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CPAP with variable flow is comparable with Bubble CPAP in preterm infants


nCPAP has many benefits to treat respiratory distress in the newborn. It has been shown that in devices with variable flow, nCPAP reduces work of breathing and increases lung recruitment, compared with continuous flow; nevertheless, there are few randomized controlled trials comparing these different CPAP apparatuses regarding respiratory outcomes.


To evaluate the efficacy of nasal CPAP using a device with variable flow or Bubble CPAP, regarding CPAP failure, occurrence of air leaks, total CPAP time and main complications of prematurity.


A randomized clinical trial. Newborns admitted to the Hospital Israelita Albert Einstein's NICU (São Paulo, Brazil) with birth weight ≥1,000 g, without previous mechanical ventilation and with respiratory distress requiring nCPAP were randomized into two study groups: Variable Flow (Servo-I; Siemens Elema Inc., Sweden) or Bubble CPAP (Fisher and Paykel Healthcare, Auckland, New Zealand). Both groups used the same interface (BC 161; Fisher and Paykel Healthcare), with a target SatO2 of 88 to 94%. Gestational age, birth weight, Apgar 5 minutes, diagnosis of respiratory distress, CPAP failure, the main complications of prematurity and total CPAP and oxygen time were recorded. Continuous variables were analyzed by Student t test, categorical variables were analyzed by Fisher's exact test. The significance level was set at P = 0.05.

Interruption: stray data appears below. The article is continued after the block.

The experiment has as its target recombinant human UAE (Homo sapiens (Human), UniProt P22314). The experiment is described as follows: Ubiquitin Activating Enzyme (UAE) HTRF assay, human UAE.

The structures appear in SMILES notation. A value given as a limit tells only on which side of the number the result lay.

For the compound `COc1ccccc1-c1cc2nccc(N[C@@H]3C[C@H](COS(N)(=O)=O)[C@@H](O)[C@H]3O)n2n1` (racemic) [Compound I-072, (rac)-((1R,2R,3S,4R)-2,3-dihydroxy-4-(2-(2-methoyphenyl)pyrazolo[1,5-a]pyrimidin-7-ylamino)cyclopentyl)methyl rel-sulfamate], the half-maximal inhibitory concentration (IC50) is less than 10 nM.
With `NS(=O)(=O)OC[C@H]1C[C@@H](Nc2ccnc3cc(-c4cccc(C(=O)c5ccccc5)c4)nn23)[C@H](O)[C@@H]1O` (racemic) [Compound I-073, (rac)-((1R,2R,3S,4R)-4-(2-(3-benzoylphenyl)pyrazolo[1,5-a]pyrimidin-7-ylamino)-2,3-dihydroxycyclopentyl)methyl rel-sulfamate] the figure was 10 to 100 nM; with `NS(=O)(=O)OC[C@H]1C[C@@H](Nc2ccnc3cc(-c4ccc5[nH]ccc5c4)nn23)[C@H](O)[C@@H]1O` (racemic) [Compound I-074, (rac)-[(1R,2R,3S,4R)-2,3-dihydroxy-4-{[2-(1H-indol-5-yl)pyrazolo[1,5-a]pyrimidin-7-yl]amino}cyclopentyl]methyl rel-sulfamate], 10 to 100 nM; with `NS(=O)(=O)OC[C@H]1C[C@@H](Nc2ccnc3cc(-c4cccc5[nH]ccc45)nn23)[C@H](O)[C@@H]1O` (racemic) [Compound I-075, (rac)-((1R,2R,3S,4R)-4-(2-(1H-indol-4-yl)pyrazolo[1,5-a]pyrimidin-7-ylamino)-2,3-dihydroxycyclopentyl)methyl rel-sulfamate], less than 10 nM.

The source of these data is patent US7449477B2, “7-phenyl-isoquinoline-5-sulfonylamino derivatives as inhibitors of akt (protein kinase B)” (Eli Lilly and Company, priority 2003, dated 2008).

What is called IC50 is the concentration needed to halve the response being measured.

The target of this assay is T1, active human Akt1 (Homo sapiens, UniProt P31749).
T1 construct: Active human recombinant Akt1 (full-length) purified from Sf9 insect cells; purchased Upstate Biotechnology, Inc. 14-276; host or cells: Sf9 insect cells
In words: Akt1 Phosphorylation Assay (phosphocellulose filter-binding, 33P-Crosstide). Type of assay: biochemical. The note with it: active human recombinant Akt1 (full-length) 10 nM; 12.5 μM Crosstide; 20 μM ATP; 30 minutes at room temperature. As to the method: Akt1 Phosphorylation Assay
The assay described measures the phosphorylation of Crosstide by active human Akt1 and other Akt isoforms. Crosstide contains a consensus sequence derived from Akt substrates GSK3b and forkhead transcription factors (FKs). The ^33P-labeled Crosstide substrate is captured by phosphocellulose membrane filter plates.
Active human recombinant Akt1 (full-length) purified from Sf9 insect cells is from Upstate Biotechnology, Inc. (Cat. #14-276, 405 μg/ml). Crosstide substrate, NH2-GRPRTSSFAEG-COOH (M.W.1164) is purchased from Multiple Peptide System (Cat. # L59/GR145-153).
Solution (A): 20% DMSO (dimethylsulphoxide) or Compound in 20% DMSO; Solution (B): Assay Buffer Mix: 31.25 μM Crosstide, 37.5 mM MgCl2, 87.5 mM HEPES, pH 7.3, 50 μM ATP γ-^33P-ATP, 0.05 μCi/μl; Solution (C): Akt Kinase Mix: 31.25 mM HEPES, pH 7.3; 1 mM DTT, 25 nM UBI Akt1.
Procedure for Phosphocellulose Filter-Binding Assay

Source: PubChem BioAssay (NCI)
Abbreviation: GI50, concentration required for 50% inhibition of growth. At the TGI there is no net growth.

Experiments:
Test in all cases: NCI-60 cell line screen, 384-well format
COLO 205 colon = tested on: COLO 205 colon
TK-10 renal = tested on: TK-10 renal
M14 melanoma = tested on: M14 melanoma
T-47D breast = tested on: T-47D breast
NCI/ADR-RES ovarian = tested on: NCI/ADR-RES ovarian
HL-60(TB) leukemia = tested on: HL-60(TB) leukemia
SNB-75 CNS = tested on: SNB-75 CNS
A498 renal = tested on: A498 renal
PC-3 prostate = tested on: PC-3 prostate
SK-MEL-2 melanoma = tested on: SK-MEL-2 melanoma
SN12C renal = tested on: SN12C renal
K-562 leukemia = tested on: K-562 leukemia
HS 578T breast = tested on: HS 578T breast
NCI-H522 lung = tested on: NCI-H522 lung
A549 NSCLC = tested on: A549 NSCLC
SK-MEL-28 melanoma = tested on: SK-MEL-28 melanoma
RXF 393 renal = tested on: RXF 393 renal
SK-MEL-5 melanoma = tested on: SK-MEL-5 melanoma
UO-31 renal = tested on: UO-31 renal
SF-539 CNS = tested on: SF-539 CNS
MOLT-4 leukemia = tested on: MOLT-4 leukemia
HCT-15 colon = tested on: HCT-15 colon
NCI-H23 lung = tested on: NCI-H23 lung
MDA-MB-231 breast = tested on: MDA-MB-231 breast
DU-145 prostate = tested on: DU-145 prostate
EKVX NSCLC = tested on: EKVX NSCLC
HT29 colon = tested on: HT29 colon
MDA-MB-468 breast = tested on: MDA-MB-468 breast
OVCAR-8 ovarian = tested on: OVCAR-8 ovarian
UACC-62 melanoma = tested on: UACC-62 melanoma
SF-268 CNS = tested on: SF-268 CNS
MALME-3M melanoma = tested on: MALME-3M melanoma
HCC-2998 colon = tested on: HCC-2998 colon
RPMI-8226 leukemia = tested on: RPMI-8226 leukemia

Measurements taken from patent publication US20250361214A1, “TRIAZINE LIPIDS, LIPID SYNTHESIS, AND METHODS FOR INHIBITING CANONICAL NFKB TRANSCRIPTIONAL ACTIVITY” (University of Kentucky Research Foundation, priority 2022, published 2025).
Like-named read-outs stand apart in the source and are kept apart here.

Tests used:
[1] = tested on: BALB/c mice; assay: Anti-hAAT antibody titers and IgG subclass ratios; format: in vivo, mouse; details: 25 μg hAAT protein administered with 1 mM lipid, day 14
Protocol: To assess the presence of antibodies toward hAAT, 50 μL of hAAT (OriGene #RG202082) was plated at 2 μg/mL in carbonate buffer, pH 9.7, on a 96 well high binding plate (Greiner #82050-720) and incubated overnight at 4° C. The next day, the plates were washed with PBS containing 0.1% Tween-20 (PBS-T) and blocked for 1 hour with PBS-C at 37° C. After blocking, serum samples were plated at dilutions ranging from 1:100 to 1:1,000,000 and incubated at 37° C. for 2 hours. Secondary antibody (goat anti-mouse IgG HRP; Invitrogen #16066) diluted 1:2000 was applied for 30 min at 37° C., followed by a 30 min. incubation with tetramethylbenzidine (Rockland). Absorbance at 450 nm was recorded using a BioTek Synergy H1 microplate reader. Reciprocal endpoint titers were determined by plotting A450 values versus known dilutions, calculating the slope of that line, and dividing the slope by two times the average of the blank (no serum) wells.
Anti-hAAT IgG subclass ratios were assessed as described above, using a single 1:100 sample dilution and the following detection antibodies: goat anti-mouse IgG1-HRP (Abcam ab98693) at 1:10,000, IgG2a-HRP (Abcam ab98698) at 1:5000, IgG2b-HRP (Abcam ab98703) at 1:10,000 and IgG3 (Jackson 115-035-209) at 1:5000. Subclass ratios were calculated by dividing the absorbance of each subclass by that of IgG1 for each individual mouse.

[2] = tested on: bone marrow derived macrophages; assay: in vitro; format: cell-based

A total of 40 infants were randomized. One baby was excluded from the Variable Flow Group because we were obligated to change the nasal prong interface due to the development of nasal injury and damage to the septal mucosa. There were no differences between groups regarding birth weight (Variable Flow: n = 19, 2,602 ± 585 g; Bubble CPAP: n = 20, 2,518 ± 598 g; P = 0.663); gestational age (35.8 ± 0.5 weeks and 35.7 ± 0.4 weeks; P = 0.863); gender (male: 68.4% and 70.0%; P = 0.915); Apgar5 (9.4 ± 0.6 and 9.6 ± 1.0; P = 0.246); prenatal steroids (31.6% and 10.0%; P = 0.127); time for CPAP installation (120/90/203 minutes and 135/50/225 minutes; P = 0.978); CPAP failure (21.1% and 20.0%; P = 1.000); air leak syndrome (10.5% and 5.0%; P = 0.605); total CPAP time (22.0/8.00/31.00 hours and 22.0/6.00/32.00 hours; P = 0.822); and total oxygen time (24.00/7.00/85.00 hours and 21.00/9.50/66.75 hours; P = 0.779). Values are mean ± SD or percentage or median/interquartile ranges (for time for CPAP installation, total CPAP and total oxygen time).


In this small randomized clinical trial the use of a device with variable flow was comparable with Bubble CPAP regarding the occurrence of the main variables analyzed.

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Rebello, C., Yagui, A., Vale, L. et al. CPAP with variable flow is comparable with Bubble CPAP in preterm infants. Crit Care 15 (Suppl 2), P36 (2011).

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